Client Highlight: Nolan Kim’s Four Principles

Client Highlight: Nolan Kim’s Four Principles

Posted by Financial Strategies Group in Blog Posts, Consortium Retreat, Continuing Education, Dimensional Funds Advisors, Economic Update, Family, Financial Planning, Giving More, Newsletters 22 Jul 2021

One of the best parts of our job is being a part of our client’s life journeys.

Even better is when they allow us to share their story with you all. A special client of ours took it even further by asking us if he could share his story with you all from his own perspective and voice.

Born in Honolulu, Hawaii, Nolan Kim has had some amazing life experiences. Experiences that have shaped his views of the world today. We have very much enjoyed learning from everything Nolan has humbly shared with us, and we hope you will too.

I guess it started in the fourth grade where my attention to schooling started to slip. Frankly speaking, I had no interest in school or knowledge in general. I was in the middle of the Pacific Ocean; the sun shined every day, While my parents always stressed getting good grades and the value of education, I didn’t see the value. My parents valued the idea of having a “high achieving bright son,” and instead, they had a child who simply wanted to play until the sun went down.

At ten years old, I discovered my first passion, money. The trade of work for cash. My long journey of self-discovery began there. I started to cut grass and deliver newspapers. I quit the grass business because it paid so poorly, and I couldn’t see any benefit at the time. I thought grass grows every day, leaves fall. I never really stepped back to see how good a neat lawn looks. To put it mildly, the bigger picture was lost on me.

God blessed me with the ability to be able to deliver newspapers from the age of ten to fifteen. Today we often forget that newspapers used to be delivered every single day. Here is where I started to grow my love for all things mechanical. In order to do my job, I had to keep my bike working. I even learned how to improve it to make my life and job more manageable. If my bike stopped working, well, then I had to resort to my skateboard, which was no easy feat with a bag of over 100 newspapers and “folding as I was going.” My love for anything mechanical was born out of need.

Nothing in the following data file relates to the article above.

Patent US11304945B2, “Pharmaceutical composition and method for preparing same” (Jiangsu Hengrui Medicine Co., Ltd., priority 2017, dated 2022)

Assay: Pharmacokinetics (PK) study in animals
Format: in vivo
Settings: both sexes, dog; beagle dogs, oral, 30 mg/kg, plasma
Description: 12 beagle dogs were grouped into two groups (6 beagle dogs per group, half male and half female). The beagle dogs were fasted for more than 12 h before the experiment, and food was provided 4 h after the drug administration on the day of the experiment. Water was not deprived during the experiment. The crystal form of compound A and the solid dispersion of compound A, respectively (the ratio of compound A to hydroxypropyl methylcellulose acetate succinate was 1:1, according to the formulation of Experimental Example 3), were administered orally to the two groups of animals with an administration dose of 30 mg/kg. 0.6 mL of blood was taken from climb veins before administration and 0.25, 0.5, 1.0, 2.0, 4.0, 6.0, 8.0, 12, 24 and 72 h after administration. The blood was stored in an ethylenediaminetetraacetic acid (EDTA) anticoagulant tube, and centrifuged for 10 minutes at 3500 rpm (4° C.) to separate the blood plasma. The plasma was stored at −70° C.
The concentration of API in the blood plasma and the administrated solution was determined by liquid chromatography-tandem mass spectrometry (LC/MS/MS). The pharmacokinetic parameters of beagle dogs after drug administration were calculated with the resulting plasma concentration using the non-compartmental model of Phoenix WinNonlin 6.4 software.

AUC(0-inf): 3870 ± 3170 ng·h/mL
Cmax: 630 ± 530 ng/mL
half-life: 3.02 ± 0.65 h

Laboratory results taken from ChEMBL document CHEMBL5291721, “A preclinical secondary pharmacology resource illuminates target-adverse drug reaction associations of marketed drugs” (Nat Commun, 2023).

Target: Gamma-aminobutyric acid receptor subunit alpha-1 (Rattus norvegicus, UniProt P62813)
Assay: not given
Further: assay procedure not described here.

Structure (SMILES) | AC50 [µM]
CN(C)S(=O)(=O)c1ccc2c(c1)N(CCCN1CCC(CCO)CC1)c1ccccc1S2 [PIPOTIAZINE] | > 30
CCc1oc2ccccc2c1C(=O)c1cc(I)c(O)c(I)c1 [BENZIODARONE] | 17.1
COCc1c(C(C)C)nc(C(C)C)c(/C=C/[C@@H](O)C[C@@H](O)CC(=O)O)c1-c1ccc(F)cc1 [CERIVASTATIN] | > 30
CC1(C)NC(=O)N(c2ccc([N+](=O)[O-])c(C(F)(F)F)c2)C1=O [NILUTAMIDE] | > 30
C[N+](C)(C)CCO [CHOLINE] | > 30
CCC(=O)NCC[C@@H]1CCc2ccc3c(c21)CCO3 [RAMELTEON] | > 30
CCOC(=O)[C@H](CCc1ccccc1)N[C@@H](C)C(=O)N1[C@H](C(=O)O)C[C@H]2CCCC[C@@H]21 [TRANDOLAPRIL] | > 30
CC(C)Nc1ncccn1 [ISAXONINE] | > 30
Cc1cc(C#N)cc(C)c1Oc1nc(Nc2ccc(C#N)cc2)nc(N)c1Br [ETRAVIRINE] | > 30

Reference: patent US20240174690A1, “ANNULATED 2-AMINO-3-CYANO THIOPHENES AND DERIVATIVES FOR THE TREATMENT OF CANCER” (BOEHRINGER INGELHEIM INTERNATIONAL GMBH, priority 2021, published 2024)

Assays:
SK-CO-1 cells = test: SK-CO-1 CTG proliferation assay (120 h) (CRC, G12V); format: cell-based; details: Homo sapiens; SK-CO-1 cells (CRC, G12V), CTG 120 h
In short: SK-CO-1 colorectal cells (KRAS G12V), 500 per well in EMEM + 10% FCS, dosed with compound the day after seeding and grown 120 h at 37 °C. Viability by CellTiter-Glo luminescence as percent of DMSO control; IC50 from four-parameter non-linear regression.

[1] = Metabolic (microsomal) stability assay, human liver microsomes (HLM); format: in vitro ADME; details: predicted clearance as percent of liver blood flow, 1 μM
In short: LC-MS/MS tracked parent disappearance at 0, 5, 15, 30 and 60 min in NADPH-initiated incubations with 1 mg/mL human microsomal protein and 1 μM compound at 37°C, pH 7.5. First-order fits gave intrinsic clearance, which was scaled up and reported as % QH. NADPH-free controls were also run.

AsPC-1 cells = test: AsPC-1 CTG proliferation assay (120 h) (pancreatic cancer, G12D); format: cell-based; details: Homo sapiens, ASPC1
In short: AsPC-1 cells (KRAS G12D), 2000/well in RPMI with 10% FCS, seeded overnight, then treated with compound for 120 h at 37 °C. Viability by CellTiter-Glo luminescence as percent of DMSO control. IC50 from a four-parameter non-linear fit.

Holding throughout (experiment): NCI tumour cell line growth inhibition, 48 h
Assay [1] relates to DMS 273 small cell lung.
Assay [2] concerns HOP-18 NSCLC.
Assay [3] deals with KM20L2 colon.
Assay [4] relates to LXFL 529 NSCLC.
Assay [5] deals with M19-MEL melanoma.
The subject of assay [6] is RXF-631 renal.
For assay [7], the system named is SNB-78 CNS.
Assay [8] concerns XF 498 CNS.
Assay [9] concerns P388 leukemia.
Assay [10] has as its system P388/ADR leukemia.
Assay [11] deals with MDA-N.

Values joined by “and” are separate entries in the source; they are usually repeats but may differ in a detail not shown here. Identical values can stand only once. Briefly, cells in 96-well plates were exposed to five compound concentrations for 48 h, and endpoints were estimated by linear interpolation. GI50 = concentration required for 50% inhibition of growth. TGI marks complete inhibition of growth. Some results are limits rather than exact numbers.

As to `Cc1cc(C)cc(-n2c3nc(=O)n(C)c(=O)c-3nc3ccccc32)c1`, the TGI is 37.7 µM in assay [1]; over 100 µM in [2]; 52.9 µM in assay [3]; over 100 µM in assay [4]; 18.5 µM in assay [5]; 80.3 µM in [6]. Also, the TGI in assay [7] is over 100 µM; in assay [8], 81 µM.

Five years of that netted me $1,200 in the bank. Because I did not pay rent, food, insurance, or buy my own clothes, I was able to save up quite a bit of money. In turn, I provided my parents with a free daily newspaper. At the time, it felt like a good trade. I thought to myself, “I’ve made it to the big time.” This was probably my first taste of how good it felt to have my own money. I was focused and hooked.

Now we cut back to my family. My Dad ran a parking garage in downtown Honolulu. It was attached to the biggest bank in the state, and his biggest customer was the Bank of Hawaii. The bank contracted my Dad to help keep their executive and branch manager’s cars clean.

My Dad, however, could not keep an employee in the position of car washer. That summer, at age 15, I received an executive promotion to car washer without pay.

Monday, Wednesday, and Friday, I worked at my Dad’s parking garage. Oh, how I hated Mondays; I ended up washing eleven cars by the end of the day. The highlight of my days were when a roach coach would visit, and you could purchase lunch to be taken out of your paycheck. That first week I ordered the equivalent of two diners and four cokes, which left me with a take-home pay of $1.43 net after tax and social security. That was a life lesson for sure because the next week, I asked my mom to make me lunch. As that summer came to a close, it was time to get back to school, and I was able to secure a job scraping gaskets and busting knuckles. At $2.25 an hour, I thought, “I’ve made it in life,” Now my life is complete.”